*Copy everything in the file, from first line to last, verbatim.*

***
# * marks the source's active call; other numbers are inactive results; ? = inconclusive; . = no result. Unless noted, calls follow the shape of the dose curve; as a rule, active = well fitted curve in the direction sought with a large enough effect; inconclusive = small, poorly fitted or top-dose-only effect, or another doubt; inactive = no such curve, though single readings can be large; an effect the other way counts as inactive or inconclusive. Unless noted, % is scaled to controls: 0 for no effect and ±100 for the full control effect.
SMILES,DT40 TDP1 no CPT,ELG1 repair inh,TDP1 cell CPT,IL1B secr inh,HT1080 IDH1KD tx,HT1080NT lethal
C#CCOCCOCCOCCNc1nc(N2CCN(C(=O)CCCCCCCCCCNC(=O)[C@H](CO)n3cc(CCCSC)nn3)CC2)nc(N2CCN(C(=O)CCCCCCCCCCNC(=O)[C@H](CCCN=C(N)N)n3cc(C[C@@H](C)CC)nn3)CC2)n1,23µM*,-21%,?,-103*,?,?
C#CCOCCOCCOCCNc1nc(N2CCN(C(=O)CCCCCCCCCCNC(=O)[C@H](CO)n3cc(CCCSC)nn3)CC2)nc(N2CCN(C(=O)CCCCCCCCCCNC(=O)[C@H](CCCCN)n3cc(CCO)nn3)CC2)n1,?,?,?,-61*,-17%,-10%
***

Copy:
# * marks the source's active call; other numbers are inactive results; ? = inconclusive; . = no result. Unless noted, calls follow the shape of the dose curve; as a rule, active = well fitted curve in the direction sought with a large enough effect; inconclusive = small, poorly fitted or top-dose-only effect, or another doubt; inactive = no such curve, though single readings can be large; an effect the other way counts as inactive or inconclusive. Unless noted, % is scaled to controls: 0 for no effect and ±100 for the full control effect.
SMILES,DT40 TDP1 no CPT,ELG1 repair inh,TDP1 cell CPT,IL1B secr inh,HT1080 IDH1KD tx,HT1080NT lethal
C#CCOCCOCCOCCNc1nc(N2CCN(C(=O)CCCCCCCCCCNC(=O)[C@H](CO)n3cc(CCCSC)nn3)CC2)nc(N2CCN(C(=O)CCCCCCCCCCNC(=O)[C@H](CCCN=C(N)N)n3cc(C[C@@H](C)CC)nn3)CC2)n1,23µM*,-21%,?,-103*,?,?
C#CCOCCOCCOCCNc1nc(N2CCN(C(=O)CCCCCCCCCCNC(=O)[C@H](CO)n3cc(CCCSC)nn3)CC2)nc(N2CCN(C(=O)CCCCCCCCCCNC(=O)[C@H](CCCCN)n3cc(CCO)nn3)CC2)n1,?,?,?,-61*,-17%,-10%